Our country has rebounded from so much pain and adversity over the centuries — from world wars, to economic collapse, the tragic events of 9/11, and more. Something, though, feels different about this particular time in our history. Somehow we don’t seem to be as resilient.

Sure the stock market may rebound due to manipulation and the extreme wealth of a few who keep the game going. However, we have fared far worse at being resilient in terms of our physical and mental health, and our social and spiritual wellbeing.

Anyone who thinks we are "great" right now may be more in a state of denial than resiliency. Conspiracy theories; attacks on each other and our institutions; and using scripture to defend immoral and unethical behavior, does not make us resilient. It weakens us to the point of snapping.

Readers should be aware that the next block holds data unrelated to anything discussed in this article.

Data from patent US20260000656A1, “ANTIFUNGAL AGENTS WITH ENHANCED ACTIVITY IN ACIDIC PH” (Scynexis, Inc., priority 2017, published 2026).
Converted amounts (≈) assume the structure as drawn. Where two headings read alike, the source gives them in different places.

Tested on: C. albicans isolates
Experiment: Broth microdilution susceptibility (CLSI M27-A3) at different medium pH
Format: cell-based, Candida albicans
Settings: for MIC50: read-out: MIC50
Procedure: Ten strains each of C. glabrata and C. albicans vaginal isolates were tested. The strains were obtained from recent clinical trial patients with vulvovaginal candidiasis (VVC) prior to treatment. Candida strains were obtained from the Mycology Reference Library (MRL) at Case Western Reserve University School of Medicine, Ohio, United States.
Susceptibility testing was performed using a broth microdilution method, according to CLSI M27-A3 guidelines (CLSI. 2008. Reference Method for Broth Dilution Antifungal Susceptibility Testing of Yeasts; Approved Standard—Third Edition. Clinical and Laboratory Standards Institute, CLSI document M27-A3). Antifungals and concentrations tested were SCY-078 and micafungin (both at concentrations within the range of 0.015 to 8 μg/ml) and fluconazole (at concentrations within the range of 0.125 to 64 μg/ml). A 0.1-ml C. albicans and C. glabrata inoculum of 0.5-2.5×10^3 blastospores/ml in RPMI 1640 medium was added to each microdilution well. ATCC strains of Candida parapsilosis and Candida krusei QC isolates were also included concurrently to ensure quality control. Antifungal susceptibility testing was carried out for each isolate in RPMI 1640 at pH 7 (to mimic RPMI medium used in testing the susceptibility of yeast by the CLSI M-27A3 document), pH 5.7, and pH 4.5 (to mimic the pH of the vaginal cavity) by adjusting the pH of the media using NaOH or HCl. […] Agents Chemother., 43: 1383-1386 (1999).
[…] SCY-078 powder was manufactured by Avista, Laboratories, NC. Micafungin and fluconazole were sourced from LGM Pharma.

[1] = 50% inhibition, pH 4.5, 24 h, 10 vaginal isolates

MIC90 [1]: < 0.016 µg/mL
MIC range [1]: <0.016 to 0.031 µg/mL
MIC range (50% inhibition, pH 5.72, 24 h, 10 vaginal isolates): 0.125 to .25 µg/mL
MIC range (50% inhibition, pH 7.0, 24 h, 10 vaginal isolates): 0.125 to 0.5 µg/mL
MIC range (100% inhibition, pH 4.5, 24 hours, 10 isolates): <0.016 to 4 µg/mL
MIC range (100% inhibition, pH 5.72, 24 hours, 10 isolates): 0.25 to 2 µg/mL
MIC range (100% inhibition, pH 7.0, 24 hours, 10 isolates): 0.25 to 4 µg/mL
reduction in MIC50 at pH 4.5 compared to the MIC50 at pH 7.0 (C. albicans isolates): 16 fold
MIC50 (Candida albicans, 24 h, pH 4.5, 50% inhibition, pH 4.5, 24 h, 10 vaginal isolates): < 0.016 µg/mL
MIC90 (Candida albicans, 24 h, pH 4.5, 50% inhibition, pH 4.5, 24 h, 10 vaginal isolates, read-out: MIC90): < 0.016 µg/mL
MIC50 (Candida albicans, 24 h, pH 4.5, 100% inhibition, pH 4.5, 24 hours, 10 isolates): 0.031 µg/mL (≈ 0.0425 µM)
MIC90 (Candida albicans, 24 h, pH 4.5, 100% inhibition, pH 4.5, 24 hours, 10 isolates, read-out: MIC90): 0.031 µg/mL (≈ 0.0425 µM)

Perhaps if we all asked ourselves the questions above — if we truly found resiliency in ourselves — we would be able to live in resiliency with each other as a nation.

When Gabriele asked us to think of a person who models resiliency for us, I wished I could have immediately gone to Donald Trump — our country needs a resilient leader at a time like this. Unfortunately, he falls short and is way out of balance in each of the five domains listed above.

He is incapable of seeing reality, and uses lies to paint a bleak future. He is one of the least flexible leaders we’ve ever had. He has energy but is incapable of looking non-judgmentally at his own actions and underlying beliefs. He takes care of himself but fails miserably at writing a check for someone else, or lending a shoulder or sympathetic ear. He ran his last campaign on the belief that “I alone can fix it,” clearly revealing he does not act as part of a team.

We are only as great as the leaders we elect. In many ways Donald Trump just mirrors our own shortcomings as a resilient people at this time in history.